Zeca (Renato Novaes) is a large guy in his late twenties or early thirties. He works as a school librarian, a job he very much enjoys. But he’s been having trouble waking up in the morning, resulting in excessive tardiness and absenteeism. On the day in question, he actually has a chance to make it on time, but the bus from Belo Horizonte (where he lives) to Betim (where the school is) breaks down on the highway. We see Zeca grab a couple of empanadas while the next bus comes, almost misses the next bus, but catches it just in time.

Alas, it’s too little, too late, and Louisa (Grace Passô), one of his colleagues, breaks the news to him. He’s been fired. Feeling sorry for Zeca, Louisa offers him a ride home so he won’t have to deal with the bus again. As they start awkwardly chatting, they discover they have a number of things in common. They were two of only four people of color who worked at the school. And as they begin to open up to one another, they find that they are both facing similar challenges in life.

Novais Oliveira constructs The Day I Met You like a minimalist short story, combining a clear-eyed examination of the mundane world with unexpected focus on small, evocative details. We don’t learn a great deal about Zeca’s or Louisa’s pasts, but what we do see of the pair gives the sense that they are fully formed characters who encounter one another at a pivotal juncture in their lives. We get to share that experience, in all its confusion, humor, and hope. MICHAEL SICINSKI

Credit: Magnolia Pictures International

Hesitation Wound

Nacar builds a remarkable amount of tension in a very simple dramatic framework. What’s most effective about Hesitation Wound is also Nacar’s refusal to ever let this tension uncoil and the pressure subside… Ultimately, when storm clouds appear in the film’s closing moments, arriving over a landscape shot filled with ambiguity, it’s obvious how little it matters that we’ll never find any resolution — the end is coming, who cares how it gets here? [Previously Published Full Review] JOSHUA BOGATIN

Shorts Program II

New Directors/New Films takes a certain amount of pride in the names they’ve launched, and it’s not unjustified: any festival that can boast Hou Hsiao-Hsien, Spike Lee, and Kelly Reichardt has done their job well. Viewers with an interest in the experimental side of the film world, however, might note that the list of their alumni is rather light on short-form works and avant-gardists. Even considering that more people viewing their website will know Wong Kar-wai than Simon Liu, it’s a testament to the conservative approach of their short film programming. Past installments of ND/NF have promoted the occasional experimental artist of note in their shorts programs, but there’s also an excessive fondness for narrative short films, a largely dead-end approach to conveying characterization that’s rarely ever succeeded and which is now largely utilized as a calling card for a subsequent feature. When combined with the fact that most directors (let alone new ones) either can’t or won’t use more radical formal approaches, it serves to expose the flip side of the coin in supporting new artists: some are just settled for, in the hopes that they’ll eventually make something better with the publicity.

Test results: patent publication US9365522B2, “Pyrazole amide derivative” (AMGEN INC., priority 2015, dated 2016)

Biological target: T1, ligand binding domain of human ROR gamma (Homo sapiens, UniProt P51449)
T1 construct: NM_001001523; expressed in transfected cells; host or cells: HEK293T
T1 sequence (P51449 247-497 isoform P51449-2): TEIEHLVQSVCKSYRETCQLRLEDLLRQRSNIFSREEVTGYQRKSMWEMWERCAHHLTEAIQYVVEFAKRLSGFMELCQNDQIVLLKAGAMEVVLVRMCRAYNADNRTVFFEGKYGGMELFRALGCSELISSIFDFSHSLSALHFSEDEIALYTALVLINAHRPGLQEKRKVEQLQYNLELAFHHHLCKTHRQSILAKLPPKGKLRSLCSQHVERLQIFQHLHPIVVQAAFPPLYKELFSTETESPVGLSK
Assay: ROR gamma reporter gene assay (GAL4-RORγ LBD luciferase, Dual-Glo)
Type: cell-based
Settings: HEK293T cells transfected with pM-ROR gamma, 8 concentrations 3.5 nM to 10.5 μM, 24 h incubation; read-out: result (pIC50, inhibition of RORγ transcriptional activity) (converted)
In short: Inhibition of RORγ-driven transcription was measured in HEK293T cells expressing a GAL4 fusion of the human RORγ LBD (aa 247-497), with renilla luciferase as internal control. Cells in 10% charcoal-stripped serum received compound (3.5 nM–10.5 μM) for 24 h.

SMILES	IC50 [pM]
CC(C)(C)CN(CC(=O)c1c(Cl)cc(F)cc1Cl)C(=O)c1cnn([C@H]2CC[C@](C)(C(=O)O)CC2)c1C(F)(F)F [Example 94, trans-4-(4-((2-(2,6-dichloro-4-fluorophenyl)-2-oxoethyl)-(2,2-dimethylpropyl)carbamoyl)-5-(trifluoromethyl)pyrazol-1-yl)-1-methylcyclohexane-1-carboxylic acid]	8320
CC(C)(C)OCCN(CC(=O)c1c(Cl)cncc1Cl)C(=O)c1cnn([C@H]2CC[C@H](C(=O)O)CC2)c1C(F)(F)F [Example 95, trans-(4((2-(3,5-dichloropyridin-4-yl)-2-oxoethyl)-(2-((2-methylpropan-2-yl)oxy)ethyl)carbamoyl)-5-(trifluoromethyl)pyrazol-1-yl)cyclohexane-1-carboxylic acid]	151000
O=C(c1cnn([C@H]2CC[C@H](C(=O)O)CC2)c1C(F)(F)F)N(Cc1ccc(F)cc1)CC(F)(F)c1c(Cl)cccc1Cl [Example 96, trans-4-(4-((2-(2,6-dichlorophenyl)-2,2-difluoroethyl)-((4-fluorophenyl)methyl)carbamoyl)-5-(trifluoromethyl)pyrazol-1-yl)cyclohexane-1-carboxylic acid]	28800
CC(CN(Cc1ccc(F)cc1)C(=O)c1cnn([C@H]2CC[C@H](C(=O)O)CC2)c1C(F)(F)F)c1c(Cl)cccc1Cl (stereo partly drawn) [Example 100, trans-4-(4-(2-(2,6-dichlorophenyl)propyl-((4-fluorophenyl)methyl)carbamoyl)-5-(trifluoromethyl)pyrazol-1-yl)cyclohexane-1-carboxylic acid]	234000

Shorts Program II of the 2024 edition of ND/NF seems to be the more experimentally oriented of the two, although that’s all relative. Nobody in this grouping settled for just shooting a classical narrative project per se, and even if that only intermittently translates into all of the promise of a new director making a new film, the ones who attempted to venture further out and made actual experiments are nevertheless a step in the right direction of recognizing what could come next for the medium and programming accordingly. A paradox baked into this grouping is that the one title in the group that will screen on supposedly obsolete celluloid had the greatest deliverance of new ideas and pleasures in its form, while the film that tried the hardest to be current just tried hard. If one judges short film programs on their strongest contribution, then it’s a must-see, and one suspects that the festival knew it: they saved it for last. The overall collection, perhaps inevitably, has the hit-and-miss quality of any anthology work.

Juliana Zuluaga’s The Night of the Minotaur is constructed around black-and-white archival footage, with the director narrating the story of Luz Emilia García, the director’s grandmother, while also utilizing old stag films to make the claims that she was “the last minotaur” in the primordial lusts of her proto-pornography work. She leans into the sinister qualities of archival footage by playing with video dropouts, frame damage, and a score that lends a dark ambiance to musings such as her grandmother’s inability to bear a son and her grandfather’s unusually pale skin. Zuluaga has a good handle on how to keep this stylistically consistent without making it monotonous, in part because the old pornographic footage being so clearly of a certain vintage is legitimately startling: the strongest material features explicit references to Satanism, and bears some resemblance to certain segments of Pasolini’s Salo. However, said material comes from relatively well-known and decidedly un-Colombian sources, namely the 1928 French pornographic film Messe Noire, and this knowledge makes the effect more synthetic than primordial.